March 26th was “Purple Day”, the international day for epilepsy. Purple Day is dedicated to raising awareness, which is the first step in making a difference to the lives of people affected by epilepsy. Kvikna took part in Purple Day by inviting guest speakers Ágúst Hilmarsson, neurologist from the National University Hospital of Iceland, and Brynhildur Arthúrsdóttir, Chairman of LAUF, an Icelandic association for people affected by epilepsy, to our offices. Our own Sjöfn Kjartansdóttir followed up their talks with a demonstration on how to ensure the safety of someone who is having a seizure. This program was quite the eye opener for us, and despite the fact that many of us have worked designing software to diagnose epilepsy for years, we all learned something new.
Kvikna Medical is proud to be part of the PETITE Study, a multi-center study to evaluate the pharmacokinetics, efficacy and safety of Brivaracetam in Neonates with repeated electroencephalographic seizures after stressful and complicated deliveries.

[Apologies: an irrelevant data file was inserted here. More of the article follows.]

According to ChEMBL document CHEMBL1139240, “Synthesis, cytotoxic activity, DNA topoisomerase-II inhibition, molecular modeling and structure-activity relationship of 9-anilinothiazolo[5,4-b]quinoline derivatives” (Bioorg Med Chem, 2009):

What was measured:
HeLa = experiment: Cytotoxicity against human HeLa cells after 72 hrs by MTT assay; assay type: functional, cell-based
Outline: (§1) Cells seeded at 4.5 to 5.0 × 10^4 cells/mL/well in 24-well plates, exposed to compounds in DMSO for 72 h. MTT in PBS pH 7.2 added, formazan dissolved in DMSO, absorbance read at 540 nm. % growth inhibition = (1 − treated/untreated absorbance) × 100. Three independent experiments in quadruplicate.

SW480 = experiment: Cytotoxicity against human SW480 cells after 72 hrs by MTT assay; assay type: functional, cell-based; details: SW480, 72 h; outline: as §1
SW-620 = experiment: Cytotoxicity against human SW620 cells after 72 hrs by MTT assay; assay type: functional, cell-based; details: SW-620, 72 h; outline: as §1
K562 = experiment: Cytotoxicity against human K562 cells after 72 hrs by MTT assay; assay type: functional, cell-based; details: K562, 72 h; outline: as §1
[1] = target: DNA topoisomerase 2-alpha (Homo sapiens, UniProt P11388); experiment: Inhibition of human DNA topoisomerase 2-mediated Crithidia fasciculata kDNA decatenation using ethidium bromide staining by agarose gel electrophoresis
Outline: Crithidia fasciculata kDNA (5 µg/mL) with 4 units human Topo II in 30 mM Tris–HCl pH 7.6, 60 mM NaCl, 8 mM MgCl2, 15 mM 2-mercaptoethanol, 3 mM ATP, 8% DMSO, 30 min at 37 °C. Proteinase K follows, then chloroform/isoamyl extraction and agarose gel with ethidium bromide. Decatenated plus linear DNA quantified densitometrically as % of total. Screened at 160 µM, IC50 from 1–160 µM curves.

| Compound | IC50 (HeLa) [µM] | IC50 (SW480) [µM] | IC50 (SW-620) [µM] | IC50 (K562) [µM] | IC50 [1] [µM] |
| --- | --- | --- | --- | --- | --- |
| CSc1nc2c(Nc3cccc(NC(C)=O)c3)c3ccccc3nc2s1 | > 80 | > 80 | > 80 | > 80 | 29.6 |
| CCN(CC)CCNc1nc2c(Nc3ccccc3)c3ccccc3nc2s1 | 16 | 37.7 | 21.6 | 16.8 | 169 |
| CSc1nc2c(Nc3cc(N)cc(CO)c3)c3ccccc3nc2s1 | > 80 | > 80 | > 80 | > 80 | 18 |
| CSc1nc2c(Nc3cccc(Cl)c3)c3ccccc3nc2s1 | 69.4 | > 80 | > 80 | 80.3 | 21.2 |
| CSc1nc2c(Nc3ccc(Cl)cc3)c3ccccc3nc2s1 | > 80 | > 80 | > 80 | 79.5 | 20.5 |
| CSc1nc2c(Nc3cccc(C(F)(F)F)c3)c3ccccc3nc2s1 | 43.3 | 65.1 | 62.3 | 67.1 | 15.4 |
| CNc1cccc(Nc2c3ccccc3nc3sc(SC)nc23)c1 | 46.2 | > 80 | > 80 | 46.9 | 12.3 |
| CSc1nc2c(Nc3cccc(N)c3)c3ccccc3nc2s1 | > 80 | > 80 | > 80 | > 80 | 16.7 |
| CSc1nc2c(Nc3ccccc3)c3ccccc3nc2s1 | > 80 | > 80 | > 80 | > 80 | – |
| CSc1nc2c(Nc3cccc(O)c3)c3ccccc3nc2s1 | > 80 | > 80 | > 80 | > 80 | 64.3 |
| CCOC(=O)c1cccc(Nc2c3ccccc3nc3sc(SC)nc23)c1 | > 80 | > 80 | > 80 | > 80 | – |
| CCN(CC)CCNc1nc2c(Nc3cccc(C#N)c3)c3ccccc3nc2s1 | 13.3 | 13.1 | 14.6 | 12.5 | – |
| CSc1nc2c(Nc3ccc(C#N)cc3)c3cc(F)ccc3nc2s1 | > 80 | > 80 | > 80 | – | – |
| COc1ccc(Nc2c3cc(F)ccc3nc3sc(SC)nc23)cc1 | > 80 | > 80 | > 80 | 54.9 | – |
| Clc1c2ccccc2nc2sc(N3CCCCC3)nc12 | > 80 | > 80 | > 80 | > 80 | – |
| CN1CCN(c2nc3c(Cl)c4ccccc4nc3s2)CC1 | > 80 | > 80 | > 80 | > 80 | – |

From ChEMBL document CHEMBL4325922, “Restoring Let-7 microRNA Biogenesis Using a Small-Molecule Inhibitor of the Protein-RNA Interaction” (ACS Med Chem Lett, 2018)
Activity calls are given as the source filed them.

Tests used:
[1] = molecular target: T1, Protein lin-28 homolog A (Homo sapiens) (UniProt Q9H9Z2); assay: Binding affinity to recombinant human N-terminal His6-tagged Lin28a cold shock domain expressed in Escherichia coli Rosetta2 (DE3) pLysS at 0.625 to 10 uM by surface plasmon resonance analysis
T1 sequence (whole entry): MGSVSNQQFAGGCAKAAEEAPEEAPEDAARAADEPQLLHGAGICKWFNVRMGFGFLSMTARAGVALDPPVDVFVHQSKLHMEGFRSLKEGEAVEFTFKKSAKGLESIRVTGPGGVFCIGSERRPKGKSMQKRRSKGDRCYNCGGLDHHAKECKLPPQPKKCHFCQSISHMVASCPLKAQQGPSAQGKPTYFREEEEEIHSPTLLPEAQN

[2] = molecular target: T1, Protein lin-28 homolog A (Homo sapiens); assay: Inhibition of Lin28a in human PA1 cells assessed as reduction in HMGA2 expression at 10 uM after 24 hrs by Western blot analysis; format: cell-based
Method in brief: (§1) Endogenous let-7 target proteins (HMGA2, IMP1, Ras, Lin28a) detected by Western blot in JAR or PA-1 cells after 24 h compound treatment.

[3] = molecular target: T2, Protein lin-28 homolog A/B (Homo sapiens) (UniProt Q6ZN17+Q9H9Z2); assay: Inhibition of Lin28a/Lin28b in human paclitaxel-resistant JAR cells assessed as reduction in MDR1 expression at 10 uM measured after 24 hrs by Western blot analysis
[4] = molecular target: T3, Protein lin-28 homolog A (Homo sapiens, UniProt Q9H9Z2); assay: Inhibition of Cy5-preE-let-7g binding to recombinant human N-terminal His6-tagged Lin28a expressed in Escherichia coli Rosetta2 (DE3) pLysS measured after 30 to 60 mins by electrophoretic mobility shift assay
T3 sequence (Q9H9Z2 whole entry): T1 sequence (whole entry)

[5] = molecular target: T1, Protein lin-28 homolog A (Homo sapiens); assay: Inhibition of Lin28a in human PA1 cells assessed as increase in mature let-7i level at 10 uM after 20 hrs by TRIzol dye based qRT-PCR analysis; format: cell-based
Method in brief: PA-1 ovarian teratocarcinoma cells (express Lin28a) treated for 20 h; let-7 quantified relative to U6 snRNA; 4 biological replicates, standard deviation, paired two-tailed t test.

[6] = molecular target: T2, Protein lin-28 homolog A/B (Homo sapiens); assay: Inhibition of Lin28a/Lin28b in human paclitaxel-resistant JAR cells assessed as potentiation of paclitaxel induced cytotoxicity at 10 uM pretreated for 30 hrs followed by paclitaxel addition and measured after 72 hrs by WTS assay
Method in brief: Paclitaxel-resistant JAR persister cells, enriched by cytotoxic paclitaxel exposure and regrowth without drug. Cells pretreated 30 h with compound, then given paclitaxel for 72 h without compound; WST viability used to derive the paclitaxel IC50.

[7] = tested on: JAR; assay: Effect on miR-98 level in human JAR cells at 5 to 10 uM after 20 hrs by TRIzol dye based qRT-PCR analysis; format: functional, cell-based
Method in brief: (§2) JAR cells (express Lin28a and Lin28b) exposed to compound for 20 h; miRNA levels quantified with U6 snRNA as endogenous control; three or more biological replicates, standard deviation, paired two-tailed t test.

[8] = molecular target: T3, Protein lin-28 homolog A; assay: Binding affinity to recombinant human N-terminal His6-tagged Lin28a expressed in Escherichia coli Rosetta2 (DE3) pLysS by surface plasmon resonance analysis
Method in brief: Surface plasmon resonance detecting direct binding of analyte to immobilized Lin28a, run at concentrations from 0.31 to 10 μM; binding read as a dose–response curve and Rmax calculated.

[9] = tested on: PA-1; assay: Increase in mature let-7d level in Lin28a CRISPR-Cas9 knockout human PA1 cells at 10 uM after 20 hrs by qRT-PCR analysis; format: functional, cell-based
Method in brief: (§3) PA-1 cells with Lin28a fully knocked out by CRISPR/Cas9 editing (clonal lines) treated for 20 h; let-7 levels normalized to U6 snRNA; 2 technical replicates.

As stated in the study information leaflet: “Some babies with HIE can have seizures (fits of convulsions) in the first one to three days after birth. A baby who has neonatal seizures may need several different medicines to control these seizures. The babies with short seizures, which can be stopped quickly using medication, seem to do better.” Kvikna Medical is therefore very proud and happy to be part of this important study.
The study is sponsored by UCB Biopharma SPRL and the goal is to try to find improved ways of treating neonatal seizures. The PETITE study is taking place in many hospitals all over Europe and Kvikna Medical provides EEG recording devices and a dedicated PETITE cloud service for the expert evaluation and monitoring of the babies brains throughout the study.
Kvikna is proud to be part of the INFANS project, which is part of the Marie Skłodowska-Curie Innovative Training Network, funded by the European Union’s Horizon 2020 Research and Innovation Programme.
The goal of INFANS is to develop a new neonatal brain monitoring system, designed to overcome the severe shortage of a clinically viable means to monitor the brain function in infancy, which is crucial to prevent later life neurological, cognitive and motor impairment. To accomplish this goal, INFANS established a structured European PhD training programme in biomedical engineering, signal processing and clinical procedures to train a new generation of creative and entrepreneurial young researchers.
As part of this program, 15 open PhD positions are available, one of which will be located in Iceland. For information about applying for this position, follow this link.
For more information about the INFANS project, see their website.